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https://www.duolingo.com/profile/remington44

Room for Improvement - Hawaiian language courses offered on Duolingo

There are 2 sides to this issue. Either I'm too inept to succeed in the hawaiian language course or it is just not structured very well. Having a degree in education with a major in vocational education studies, I hope it is the latter. So, forgive me if I'm coming off as "nose up".

I know it is in BETA. But there is so much room for improvement (IMHO). This Hawaiian course is frustrating me and so many others according to comments I've read from each of the lessons. Can someone please present it in a more rule based curriculum where there is much less guessing and we can adhere to rules specific to the Hawaiian language? I must admit that I've had to go through tons of comments and a LOT of other Hawaiian language resources on the web in order to actually learn why my answers are wrong. That's an indication that the duolingo version is just not cutting it for a teaching tool. Rather it is much more useful as just a TESTING tool in its current state. From the comments I've read, it seems that quite a few folks out there are augmenting their learning with either classes or additional resources like I've had to do for this course. This course, as a solitary resource for learning the Hawaiian language doesn't seem adequate enough to do so.

I am also taking the Italian and Japanese courses. They are VERY structured and the Japanese course even introduces a totally new set of characters to read and write instead of the alphabet. I have no problems on either of these courses. They proceed at a very gratifying pace for learning while the Hawaiian course proceeds at a snail's pace. It consumes so much more time than the other two and fosters so much frustration that I (we) become disenchanted with the Hawaiian course after each day's lessons.

Thanks for the opportunity to post this and I truly hope someone responsible for the Hawaiian course reacts positively upon this post as it is not meant to demeanor anyone. Mahalo!

January 16, 2020

4 Comments


https://www.duolingo.com/profile/LasCicatrices

The Hawaiian course is a bit of a mess. Some things have audio, some don't (or this is just a glitch on my end), there are very few words (judging by the number of vocab, it will barely even bring you to an A1) but unfortunately this is a reality of an endangered language being offered, as it will not be as developed as a course like Spanish or French.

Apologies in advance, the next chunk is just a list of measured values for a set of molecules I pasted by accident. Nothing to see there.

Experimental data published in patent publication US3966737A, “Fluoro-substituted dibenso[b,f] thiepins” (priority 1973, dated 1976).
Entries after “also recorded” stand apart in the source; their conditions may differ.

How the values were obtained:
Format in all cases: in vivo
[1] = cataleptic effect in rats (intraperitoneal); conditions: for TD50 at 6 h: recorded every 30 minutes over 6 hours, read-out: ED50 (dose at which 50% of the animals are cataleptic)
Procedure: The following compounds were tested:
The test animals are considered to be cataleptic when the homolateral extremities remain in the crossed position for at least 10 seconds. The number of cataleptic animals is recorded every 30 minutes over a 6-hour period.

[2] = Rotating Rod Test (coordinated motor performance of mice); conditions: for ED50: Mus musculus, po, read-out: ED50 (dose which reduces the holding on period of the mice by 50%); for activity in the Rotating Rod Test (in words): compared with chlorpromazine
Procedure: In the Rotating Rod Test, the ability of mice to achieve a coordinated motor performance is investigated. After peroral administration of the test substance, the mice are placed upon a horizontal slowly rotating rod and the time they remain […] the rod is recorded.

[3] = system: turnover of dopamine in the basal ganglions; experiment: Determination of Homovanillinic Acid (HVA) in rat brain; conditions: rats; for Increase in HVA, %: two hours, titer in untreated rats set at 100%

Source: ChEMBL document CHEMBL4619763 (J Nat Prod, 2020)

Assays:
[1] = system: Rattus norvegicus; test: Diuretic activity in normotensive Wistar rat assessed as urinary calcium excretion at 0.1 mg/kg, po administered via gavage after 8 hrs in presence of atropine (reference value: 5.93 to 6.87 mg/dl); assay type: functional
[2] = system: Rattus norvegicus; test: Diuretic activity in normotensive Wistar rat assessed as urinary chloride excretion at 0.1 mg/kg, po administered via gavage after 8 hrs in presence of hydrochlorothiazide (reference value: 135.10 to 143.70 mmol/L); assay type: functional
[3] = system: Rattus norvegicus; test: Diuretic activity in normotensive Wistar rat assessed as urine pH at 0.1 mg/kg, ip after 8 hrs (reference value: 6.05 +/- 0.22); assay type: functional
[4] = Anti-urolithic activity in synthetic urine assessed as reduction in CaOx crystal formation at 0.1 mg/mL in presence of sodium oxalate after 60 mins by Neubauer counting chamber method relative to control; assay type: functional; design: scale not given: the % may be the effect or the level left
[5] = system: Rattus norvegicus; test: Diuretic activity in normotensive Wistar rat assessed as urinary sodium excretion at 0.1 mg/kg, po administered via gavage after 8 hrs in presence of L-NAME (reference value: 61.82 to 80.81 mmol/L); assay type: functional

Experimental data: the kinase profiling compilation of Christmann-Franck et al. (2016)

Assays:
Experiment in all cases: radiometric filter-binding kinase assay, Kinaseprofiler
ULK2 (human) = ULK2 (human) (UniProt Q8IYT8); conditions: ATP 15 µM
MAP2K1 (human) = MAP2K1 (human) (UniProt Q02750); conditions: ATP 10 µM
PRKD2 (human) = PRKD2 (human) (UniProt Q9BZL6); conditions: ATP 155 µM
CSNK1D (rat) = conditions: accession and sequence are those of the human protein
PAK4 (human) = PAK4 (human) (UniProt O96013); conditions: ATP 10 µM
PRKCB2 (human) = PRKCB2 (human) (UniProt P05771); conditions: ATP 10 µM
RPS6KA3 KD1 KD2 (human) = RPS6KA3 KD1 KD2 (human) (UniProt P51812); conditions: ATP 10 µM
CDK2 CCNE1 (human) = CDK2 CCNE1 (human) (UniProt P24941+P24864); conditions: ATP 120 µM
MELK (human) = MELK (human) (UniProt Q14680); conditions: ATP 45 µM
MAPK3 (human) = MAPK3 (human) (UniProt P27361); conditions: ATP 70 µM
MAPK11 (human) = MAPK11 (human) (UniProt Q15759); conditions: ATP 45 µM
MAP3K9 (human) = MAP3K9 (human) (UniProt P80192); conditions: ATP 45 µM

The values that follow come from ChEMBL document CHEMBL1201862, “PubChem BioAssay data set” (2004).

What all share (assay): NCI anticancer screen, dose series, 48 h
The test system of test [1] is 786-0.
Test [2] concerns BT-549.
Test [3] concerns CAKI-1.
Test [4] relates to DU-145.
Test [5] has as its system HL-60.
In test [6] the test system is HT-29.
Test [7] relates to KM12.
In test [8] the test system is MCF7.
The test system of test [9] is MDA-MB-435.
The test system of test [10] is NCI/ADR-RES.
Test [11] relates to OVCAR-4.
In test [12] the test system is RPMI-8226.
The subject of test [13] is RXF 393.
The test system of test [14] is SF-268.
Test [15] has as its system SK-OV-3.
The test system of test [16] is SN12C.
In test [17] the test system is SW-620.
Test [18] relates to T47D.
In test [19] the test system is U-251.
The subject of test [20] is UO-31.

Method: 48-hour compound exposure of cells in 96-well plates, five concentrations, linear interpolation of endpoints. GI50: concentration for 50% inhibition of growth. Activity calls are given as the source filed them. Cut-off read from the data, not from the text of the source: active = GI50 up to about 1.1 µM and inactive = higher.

Another peeve of mine is how I can make massive mistakes such as huge spelling errors that mean a completely different word and it will mark it as correct, but when I make a simple typo (such as writing two ʻOkina's on accident) it will mark it wrong.

But don't get me wrong, you can tell the Duolingo Hawaiian team has worked hard on this course, and for an endangered language, it is quite good (though some apps like Drops do have more vocab). It is at least a useful tool to me because despite living in Hawaii, the Hawaiian classes are closed only to University of Hawaii students, which makes me think there is not much of an effort being made to conserve the language here.


https://www.duolingo.com/profile/Carolyn497862

Great job Duolingo! The Hawaiian course is working fine for me. I had already gone through the first half of the Hawaiian language textbook they use at the U of H (Ka lei ka'aheo) before we moved. There are no language classes in our new town, so I tried Duolingo. Having already had a good beginning grammar foundation, I make very few errors with Duolingo. What few questions I have had have been answered on the "discuss" forum. I would like a little less repetition. I put all the sentences on flash cards so that I can practice more on those I need help with. I would like to see more levels added, and also audio for more of the words.


https://www.duolingo.com/profile/odi_et_amo

The course definitely needs more notes. Sentence structure is different and tricky at times, but I haven't seen any explanation in the course.

I highly recommend watching Kulaiwi on youtube. There are 24 episodes and they helped me a lot. Kumu Ekela really emphasizes noticing patterns and how to replace things in the sentences to say something similar. If I recall correctly, she was named in an article about the release of this course, so she might be a contributor.


https://www.duolingo.com/profile/remington44

Thank you for the recommendation. I'll definitely check it out.

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